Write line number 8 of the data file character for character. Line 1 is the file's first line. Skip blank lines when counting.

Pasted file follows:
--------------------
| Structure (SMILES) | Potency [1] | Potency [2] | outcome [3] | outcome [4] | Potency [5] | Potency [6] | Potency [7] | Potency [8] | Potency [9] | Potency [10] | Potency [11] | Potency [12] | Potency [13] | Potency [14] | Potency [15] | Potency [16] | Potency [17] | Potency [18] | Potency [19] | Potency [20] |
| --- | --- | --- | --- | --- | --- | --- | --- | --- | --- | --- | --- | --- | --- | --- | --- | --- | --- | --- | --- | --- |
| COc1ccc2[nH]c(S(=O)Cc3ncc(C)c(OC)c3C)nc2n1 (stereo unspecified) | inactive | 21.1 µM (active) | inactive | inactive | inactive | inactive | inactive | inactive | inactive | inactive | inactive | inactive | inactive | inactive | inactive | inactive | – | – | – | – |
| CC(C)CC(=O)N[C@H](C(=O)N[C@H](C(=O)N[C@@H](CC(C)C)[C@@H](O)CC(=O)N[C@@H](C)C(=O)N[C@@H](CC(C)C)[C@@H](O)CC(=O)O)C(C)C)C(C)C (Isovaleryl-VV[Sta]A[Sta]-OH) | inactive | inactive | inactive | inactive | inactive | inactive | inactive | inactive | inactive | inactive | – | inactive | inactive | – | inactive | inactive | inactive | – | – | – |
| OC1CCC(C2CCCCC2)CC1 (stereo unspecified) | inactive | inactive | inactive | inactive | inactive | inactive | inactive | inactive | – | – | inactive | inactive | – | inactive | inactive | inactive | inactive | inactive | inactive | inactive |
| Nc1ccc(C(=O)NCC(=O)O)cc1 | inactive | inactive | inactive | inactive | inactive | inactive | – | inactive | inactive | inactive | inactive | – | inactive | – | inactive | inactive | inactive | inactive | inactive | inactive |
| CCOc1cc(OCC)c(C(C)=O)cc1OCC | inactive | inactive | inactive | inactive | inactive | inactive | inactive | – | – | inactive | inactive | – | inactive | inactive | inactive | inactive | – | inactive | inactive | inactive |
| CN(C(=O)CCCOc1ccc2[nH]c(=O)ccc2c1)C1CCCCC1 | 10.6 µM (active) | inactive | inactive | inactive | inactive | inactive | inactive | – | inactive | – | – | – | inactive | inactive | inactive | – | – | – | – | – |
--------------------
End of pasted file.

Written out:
| CN(C(=O)CCCOc1ccc2[nH]c(=O)ccc2c1)C1CCCCC1 | 10.6 µM (active) | inactive | inactive | inactive | inactive | inactive | inactive | – | inactive | – | – | – | inactive | inactive | inactive | – | – | – | – | – |